As long as Ryan Day is around, he’s always going to be heavily involved at the most important position on the roster. But the head coach obviously can’t devote all his time to working with the quarterbacks, and managing that ultra-competitive room on a daily basis in the midst of a position battle will show what Corey Dennis is made of as a position coach. The clear-cut leader to start the opener is C.J. Stroud, but Ohio State is taking the battle into training camp and has two other guys who also believe they have what it takes to lead the attack this season. How Day and Dennis handle the conversations about practice reps and the depth chart could be just as important as teaching footwork and reading coverages.

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Ohio State linebackers coach Al Washington will be looking for new starters. (Birm/Lettermen Row)

Can Al Washington quickly reload Buckeyes linebackers?

The Buckeyes have already seen Al Washington produce rapid results at linebacker, taking over a unit that had struggled mightily before he arrived and dramatically improving the production almost overnight. Clearly the rest of the college football world has taken notice as well since Tennessee tried to swipe him from the Buckeyes this offseason by offering a raise and a chance to take over as a defensive coordinator. But Washington elected to stick around with Ohio State, and that comes with a different challenge that could brighten his coaching star even more. The Buckeyes have to replace their top-four tacklers from the unit this season — and Washington will get an opportunity to prove that he can reload the group essentially from scratch.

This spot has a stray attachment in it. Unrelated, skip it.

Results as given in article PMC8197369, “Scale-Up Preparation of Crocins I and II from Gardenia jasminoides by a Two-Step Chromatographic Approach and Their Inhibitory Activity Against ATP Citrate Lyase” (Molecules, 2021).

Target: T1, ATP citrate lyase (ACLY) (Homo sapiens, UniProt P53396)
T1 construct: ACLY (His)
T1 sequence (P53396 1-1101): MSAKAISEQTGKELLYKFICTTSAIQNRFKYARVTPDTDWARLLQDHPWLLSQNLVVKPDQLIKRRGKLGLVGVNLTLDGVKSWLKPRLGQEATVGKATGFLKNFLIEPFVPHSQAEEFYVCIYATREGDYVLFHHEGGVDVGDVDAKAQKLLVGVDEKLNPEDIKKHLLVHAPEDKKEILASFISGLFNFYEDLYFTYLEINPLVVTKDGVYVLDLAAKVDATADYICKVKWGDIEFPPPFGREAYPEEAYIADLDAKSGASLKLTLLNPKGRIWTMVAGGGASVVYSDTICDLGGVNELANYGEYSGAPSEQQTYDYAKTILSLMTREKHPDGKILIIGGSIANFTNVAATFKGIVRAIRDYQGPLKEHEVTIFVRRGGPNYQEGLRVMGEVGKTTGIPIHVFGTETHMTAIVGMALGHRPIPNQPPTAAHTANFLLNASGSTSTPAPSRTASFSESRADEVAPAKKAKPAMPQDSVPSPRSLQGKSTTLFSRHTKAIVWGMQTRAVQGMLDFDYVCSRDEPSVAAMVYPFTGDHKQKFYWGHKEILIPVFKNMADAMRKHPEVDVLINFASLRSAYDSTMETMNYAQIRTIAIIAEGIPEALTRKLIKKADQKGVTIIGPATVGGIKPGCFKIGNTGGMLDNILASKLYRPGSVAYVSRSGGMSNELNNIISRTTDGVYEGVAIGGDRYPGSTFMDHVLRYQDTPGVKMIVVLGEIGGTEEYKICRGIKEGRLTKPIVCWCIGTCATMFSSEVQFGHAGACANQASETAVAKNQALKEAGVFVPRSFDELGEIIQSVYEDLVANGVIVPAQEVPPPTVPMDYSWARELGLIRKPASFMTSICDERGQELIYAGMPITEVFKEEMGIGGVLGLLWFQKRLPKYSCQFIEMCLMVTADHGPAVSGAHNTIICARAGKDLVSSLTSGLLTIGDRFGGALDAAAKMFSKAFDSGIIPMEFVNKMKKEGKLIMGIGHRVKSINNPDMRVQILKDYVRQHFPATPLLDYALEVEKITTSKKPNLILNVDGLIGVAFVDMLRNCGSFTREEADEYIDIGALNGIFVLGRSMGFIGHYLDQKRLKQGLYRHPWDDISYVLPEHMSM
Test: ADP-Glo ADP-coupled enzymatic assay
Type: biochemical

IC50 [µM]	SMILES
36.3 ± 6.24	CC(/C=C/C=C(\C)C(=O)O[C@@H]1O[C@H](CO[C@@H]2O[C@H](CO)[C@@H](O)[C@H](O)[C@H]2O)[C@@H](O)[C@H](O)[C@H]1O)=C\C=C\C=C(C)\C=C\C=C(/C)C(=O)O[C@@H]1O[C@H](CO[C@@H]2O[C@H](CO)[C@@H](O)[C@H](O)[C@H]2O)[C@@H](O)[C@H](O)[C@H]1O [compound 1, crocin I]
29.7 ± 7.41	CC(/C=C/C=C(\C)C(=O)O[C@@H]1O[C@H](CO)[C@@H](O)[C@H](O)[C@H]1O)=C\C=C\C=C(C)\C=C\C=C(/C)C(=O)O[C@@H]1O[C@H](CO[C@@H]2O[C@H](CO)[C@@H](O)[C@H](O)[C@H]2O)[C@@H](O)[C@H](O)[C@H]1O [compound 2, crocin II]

Who is ready to give Kevin Wilson another shot?

Outside of the Woody Hayes Athletic Center, the majority of the credit for elevating the Ohio State offense to another stratosphere has gone to Ryan Day — with good reason. But inside the facility, there is certainly plenty of appreciation to go around for Kevin Wilson as well. The offensive coordinator blended seamlessly with Day while bringing his own veteran experience and previous knowledge of running a program to the table, making Wilson an invaluable resource for a first-time head coach. That acknowledgment has been spreading around coaching-hire circles over the last couple seasons, though Wilson hasn’t been in a hurry to jump at any jobs that aren’t ideal fits for him since he’s well compensated by the Buckeyes and well settled with his family in Columbus. Eventually there will be an athletic director who looks at the infrastructure Wilson put in place at Indiana, his recruiting success and his undeniable offensive acumen and gives him another shot at the top.

What impact will Parker Fleming have for Ohio State?

If Ohio State had wanted a full-scale search, the line of assistants wanting to complete the staff would have been a mile long. So the fact that Day moved quickly to promote Parker Fleming from a quality-control position to a full-time spot leading the special teams speaks volumes about his work behind the scenes. Now it’s up to Fleming to validate that confidence in him, and he’ll have to do it with a new specialists taking over starting roles and a return unit still trying to snap its lengthy touchdown drought. Fleming’s first stint with the Buckeyes earned him high praise and opportunities elsewhere, and he’s only built on that solid reputation since returning. The expectations certainly go up when the full-time tag is applied, and Fleming will be closely watched in his debut season in that role for the Buckeyes.